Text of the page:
Stapleton Cobra with GMProps Electronics Phaser Kit


#1

Long Holiday gave me time to knock this one out. Much simpler than the Cricket build but a wonderful set of kits to assemble. Thanks to this board for the appropriate paint colors.










#2

10 year old me has gone all jelly like at this! Where did you get the rifle from?


#3

Lots of digging turned up a kit from a website called Hanzo Swords. I’ve been experimenting with body fillers as there were a LOT of bubbles in the resin that had to be filed out.

I’m still not sure if red Bondo is the way to go here, and I’m probably going to order a GMProps phaser electronics kit and figure out how to embed that.

And not long after I ordered the kit I saw Chronowerxs version, and then John_Trek built a georgeous scratch build with styrene. I have never messed with styrene but man is that tempting.


#4

Tocsin, If I may make a suggestion , Hanzo Swords are all solid castings , use the resin cast as a template to create each piece in styrene that way you end up with a series of rectangular boxes, which you can epoxy together , the DustBuster kit from GM Props is the best set to use as it has the biggest speaker and if you fit it at the light point , the hollow box acts like a resonator and the sound is great , fit the electronics as you build once you have the main body , you can ‘dress’ the phaser with additional styrene sheets ! The measurements of which you can take from the resin cast prop . Then paint and finish . I have built several phaser rifles in this manner , for a number of people in the past , and should have created a set of card templates , to make replication easier as the last two had custom electronics and visible beam laser added and I wanted to make one for myself , but didn’t at the time.
I make it five pieces - rear body, handgrip, extension, forward hand grip and head , trace each piece first to get the sizes then re trace the ‘plant ons’ on each of the four sides that should give you all the elements you need to build a hollow version , if you do build this a set of measurements published here would help all those who desire to build one


#5

Thank you, great ideas.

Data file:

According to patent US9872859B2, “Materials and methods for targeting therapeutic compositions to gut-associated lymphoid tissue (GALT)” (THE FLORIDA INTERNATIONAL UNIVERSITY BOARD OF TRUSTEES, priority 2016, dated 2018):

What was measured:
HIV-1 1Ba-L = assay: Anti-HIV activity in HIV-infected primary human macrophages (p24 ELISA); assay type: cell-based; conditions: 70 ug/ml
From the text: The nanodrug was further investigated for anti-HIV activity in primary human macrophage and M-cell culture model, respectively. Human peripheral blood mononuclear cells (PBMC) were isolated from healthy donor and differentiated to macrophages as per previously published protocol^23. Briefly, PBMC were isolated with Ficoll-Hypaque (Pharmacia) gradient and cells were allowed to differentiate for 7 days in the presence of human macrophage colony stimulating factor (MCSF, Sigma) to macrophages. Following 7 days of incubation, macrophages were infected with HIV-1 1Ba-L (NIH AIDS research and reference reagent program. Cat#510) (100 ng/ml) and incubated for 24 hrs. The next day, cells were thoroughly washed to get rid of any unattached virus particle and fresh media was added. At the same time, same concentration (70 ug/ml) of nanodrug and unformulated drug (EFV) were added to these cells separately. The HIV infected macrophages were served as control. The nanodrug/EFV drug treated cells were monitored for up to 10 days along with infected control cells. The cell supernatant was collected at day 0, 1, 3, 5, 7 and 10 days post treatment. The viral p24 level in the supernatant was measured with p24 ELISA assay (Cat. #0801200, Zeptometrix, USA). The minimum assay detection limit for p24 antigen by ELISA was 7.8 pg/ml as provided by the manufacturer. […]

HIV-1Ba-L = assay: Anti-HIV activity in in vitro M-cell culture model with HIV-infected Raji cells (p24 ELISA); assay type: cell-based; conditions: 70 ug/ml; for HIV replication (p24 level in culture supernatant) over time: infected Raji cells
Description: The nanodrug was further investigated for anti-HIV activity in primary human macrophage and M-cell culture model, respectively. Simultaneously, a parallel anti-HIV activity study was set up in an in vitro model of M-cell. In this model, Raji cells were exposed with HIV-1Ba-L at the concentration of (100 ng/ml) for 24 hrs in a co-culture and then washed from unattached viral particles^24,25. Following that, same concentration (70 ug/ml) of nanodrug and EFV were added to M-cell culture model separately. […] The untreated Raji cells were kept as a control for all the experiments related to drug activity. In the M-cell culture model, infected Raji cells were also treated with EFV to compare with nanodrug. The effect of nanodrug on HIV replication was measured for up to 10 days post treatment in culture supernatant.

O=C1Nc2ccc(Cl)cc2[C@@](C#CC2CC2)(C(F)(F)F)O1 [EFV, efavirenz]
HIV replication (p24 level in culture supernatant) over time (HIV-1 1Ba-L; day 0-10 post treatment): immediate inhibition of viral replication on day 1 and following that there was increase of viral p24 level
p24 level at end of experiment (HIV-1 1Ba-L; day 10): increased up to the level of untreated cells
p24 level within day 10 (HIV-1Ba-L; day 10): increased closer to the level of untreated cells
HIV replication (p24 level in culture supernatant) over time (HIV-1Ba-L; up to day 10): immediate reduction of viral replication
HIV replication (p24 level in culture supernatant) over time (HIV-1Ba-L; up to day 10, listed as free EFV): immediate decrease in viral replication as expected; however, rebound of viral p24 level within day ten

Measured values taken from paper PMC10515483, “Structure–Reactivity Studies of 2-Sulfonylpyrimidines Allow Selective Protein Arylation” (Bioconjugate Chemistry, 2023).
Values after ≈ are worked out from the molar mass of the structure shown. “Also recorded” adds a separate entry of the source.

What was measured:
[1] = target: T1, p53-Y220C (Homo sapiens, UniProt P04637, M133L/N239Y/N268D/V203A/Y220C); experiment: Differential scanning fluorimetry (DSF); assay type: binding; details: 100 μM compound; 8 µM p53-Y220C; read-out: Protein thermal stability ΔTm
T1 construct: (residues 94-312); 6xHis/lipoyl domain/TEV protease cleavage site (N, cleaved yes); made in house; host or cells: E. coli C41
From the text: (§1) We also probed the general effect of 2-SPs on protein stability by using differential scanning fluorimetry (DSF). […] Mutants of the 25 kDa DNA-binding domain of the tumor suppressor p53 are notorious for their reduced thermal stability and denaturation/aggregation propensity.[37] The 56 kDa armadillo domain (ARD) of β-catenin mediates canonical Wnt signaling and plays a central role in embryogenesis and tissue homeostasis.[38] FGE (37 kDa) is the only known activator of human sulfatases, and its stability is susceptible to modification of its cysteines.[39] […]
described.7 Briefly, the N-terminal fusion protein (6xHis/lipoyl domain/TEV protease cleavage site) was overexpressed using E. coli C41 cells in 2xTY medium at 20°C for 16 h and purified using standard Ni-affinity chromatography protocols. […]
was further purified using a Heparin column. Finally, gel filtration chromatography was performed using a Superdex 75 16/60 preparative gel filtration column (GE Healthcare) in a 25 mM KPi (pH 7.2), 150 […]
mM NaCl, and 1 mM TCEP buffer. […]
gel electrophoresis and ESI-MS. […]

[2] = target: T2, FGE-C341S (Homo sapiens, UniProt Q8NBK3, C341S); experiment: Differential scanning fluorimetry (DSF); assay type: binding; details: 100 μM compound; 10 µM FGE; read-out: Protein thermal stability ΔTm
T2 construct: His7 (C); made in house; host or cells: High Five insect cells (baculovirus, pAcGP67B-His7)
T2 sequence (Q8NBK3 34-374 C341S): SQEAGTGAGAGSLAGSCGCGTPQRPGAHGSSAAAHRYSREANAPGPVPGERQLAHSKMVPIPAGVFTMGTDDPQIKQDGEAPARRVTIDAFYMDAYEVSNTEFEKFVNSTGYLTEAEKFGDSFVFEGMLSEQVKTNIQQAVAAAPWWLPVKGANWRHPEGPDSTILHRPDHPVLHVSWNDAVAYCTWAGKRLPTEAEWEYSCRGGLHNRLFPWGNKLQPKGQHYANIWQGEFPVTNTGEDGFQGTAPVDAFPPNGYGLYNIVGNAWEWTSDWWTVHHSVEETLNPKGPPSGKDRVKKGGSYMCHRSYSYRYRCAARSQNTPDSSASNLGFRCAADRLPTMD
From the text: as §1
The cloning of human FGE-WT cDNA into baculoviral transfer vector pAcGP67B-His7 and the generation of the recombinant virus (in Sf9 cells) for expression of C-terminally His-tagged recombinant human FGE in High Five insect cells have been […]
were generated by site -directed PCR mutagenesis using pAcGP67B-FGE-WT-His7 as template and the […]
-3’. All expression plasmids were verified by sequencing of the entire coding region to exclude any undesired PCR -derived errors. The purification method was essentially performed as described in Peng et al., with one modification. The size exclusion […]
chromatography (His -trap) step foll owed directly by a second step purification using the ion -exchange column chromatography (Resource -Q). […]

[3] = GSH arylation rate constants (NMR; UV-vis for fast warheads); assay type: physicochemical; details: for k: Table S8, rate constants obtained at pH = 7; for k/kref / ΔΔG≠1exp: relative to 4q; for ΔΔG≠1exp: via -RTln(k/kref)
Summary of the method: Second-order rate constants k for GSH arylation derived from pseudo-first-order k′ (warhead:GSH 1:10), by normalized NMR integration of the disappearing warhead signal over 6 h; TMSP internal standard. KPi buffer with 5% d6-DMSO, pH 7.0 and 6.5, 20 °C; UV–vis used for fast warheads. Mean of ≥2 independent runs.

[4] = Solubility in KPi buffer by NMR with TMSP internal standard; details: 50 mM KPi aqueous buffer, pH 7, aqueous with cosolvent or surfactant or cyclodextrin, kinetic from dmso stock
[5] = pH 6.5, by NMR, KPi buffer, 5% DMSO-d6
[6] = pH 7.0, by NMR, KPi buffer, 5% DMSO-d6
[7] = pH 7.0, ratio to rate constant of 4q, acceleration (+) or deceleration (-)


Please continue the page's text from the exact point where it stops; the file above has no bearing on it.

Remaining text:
What’s the base styrene sheet thickness you recommend for the body? And how do you get the curves of the battery box on the back?

If I do go with a styrene build- I’m thinking I want to replicate the removable battery as well as the drop out internals on the bottom. Magnets will be my friend I assume.


#6

Love your build threads! Finished this one last year, Stapleton kits are so crisp!


#7

Hi,
You could use almost any thickness styrene you have , but you want to build in a bit of strength , so I would make the base boxes out of 3mm ( 2 mm or 5 mm would be ok as well 5mm being the strongest but it’s harder to work with ) and build them onto a hollow plastic or acrylic tube ( so you have some way of wiring up the electronics from the back to the front ) , the curves are a little more difficult , but there are two mains ways to approach this 1) carve the basic shape out of balsa and then cover it with body filler (Evercoat or similar) sand to size or 2) again carve the basic shape out of balsa and using say 2mm styrene and a hair dryer heat the plastic and using gloves mould the plastic to shape ( a poor man’s vac former , or vacform it , to offer a third alternative, I have in the past used sheet styrene and cut each piece to follow the curve ,( I normally work bottom up) - so each cut piece is slightly smaller than the other and use styrene cement to ‘glue’ the layers together , then sand smooth using filler as needed. When finished you can dremmel out the battery compartment . The very small neomydium magnets ( excuse spelling ) work the best i’ve found .


#8

I’ve literally never worked with styrene, so this is all super helpful. I have access to a maker space with a vacuum former so that may be an option. I’m super tempted to start this journey. My wife says my hobby is collecting hobbies!


#9

Lovely work! I bought the antique white and decided to take liberties and go gold since this will be a matched armory that will get mounted in the trunk lid of my TNG themed Miata. Yeah, I’m that guy.


#10

It begins. Thanks for the push!


#11

First stage is set. Time to scan and drop into Sketch-up. Then rectify all the measurements for output to a Carvey.


#12

If you need more examples of modeling with styrene, check out the Model Railroading hobbyist groups. They use it all the time! (:


#13

Are you producing this on a 3D Printer?


#14

First attempt will be to use a Carvey desktop CNC mill to cut out the pieces in flat styrene, then assemble. My local library has a small maker space.

I may go the next step and print, but don’t have access to a good resolution printer. All I have to do is take these 2d parts and assemble them into a 3D model (that sounds so simple…). If I go this route, I expect to reach out to the Dallas Maker Space for tools and advice.

I may take what I call the battery (the curved part at the rear) and print a buck for a vacuum form part, since I plan to have that be removable and attach with magnets.

This is my first foray into a scratch build…


#15

.svg files- Inkscape was stupid quick to learn. Drawings traced. Now to measure and rectify. Forum doesn’t seem to want .svg files so next time I’ll move to carving plastic pics and probably start a new thread if folks are interested.